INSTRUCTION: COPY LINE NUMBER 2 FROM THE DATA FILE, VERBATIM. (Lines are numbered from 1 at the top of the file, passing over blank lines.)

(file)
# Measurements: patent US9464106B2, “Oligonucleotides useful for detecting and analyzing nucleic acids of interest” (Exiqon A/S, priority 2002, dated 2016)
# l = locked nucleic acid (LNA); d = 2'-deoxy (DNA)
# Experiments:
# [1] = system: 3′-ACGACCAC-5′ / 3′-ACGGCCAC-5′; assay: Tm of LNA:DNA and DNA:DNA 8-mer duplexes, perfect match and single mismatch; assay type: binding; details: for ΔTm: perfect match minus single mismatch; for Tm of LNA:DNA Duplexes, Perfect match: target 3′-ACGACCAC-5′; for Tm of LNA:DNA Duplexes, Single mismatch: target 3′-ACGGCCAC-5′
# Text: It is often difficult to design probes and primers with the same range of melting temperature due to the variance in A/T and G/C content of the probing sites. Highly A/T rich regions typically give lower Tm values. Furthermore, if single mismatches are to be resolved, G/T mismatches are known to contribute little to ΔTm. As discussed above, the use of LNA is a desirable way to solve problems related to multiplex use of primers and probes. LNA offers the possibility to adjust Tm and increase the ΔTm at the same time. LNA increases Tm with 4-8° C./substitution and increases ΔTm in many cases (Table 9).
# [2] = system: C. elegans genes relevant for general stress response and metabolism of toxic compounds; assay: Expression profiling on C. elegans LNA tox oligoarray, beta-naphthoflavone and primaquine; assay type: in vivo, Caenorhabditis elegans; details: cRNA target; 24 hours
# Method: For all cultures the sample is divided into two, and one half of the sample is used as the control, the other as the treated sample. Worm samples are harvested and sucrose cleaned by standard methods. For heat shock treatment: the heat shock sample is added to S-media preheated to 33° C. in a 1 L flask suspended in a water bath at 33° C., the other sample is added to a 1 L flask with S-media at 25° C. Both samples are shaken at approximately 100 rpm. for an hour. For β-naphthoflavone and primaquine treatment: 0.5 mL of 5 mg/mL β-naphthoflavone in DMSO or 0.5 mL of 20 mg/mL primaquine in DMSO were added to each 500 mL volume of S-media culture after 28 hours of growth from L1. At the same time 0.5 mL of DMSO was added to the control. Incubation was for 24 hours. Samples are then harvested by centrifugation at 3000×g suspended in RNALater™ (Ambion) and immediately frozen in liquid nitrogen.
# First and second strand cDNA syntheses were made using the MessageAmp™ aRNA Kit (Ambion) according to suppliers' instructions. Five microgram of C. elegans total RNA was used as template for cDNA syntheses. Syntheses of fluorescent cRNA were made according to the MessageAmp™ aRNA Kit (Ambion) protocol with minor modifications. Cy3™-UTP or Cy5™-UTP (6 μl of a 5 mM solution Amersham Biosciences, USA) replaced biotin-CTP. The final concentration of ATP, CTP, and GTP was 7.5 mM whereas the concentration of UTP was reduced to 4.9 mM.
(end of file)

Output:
# l = locked nucleic acid (LNA); d = 2'-deoxy (DNA)